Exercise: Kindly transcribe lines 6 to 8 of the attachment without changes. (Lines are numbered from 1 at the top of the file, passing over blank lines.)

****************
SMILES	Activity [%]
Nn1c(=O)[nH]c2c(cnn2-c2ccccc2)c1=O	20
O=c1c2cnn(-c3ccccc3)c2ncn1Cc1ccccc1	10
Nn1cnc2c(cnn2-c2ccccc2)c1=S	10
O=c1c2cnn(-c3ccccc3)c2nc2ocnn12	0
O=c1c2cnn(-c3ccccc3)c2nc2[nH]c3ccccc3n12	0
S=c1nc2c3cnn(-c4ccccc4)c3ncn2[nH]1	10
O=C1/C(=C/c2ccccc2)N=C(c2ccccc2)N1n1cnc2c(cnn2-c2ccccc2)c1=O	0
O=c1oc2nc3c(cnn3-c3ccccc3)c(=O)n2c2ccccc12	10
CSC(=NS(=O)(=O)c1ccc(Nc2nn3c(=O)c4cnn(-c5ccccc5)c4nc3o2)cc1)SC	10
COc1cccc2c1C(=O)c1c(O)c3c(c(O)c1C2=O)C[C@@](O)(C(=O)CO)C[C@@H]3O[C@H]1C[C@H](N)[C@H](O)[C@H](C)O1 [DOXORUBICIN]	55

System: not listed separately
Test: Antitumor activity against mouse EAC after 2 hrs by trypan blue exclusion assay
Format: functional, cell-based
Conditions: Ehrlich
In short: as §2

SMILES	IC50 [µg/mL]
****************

O=c1c2cnn(-c3ccccc3)c2nc2[nH]c3ccccc3n12	0
S=c1nc2c3cnn(-c4ccccc4)c3ncn2[nH]1	10
O=C1/C(=C/c2ccccc2)N=C(c2ccccc2)N1n1cnc2c(cnn2-c2ccccc2)c1=O	0